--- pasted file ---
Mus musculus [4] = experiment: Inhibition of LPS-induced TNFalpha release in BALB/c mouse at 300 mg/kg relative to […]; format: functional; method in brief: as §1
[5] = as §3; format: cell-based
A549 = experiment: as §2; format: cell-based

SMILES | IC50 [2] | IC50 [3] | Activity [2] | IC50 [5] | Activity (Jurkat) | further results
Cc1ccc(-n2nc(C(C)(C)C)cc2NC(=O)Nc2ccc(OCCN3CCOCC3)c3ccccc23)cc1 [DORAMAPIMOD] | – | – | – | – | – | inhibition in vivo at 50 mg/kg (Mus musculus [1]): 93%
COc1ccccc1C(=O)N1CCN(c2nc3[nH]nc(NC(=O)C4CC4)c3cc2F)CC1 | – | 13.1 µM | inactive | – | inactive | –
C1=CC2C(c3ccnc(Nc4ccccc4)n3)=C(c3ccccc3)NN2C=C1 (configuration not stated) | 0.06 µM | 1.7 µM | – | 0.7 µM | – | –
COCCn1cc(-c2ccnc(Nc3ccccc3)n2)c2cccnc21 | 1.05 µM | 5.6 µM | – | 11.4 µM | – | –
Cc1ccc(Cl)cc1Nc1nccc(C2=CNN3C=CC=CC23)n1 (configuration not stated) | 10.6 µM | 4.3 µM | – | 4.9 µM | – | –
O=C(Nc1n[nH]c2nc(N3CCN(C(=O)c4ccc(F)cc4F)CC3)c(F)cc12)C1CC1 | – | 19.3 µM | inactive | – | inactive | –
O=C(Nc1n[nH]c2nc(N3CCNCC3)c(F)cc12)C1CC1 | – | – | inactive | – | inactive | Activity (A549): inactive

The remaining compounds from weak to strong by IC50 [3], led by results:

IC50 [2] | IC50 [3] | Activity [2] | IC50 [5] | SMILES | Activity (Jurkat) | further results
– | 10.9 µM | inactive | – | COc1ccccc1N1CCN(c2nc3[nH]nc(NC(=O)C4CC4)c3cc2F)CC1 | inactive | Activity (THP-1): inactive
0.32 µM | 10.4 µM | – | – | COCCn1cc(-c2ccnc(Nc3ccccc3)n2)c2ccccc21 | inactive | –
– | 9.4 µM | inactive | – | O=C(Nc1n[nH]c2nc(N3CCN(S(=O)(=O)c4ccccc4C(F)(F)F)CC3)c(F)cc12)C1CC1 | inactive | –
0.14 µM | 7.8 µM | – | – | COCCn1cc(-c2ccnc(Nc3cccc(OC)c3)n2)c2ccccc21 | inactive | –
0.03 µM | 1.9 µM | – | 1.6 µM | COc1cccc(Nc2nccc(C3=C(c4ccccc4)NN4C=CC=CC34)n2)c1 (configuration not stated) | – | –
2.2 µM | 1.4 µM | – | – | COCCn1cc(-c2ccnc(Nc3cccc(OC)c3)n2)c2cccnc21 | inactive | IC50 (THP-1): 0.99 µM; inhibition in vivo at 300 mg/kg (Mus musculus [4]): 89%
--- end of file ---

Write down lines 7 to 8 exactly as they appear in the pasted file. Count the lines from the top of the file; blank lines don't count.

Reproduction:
C1=CC2C(c3ccnc(Nc4ccccc4)n3)=C(c3ccccc3)NN2C=C1 (configuration not stated) | 0.06 µM | 1.7 µM | – | 0.7 µM | – | –
COCCn1cc(-c2ccnc(Nc3ccccc3)n2)c2cccnc21 | 1.05 µM | 5.6 µM | – | 11.4 µM | – | –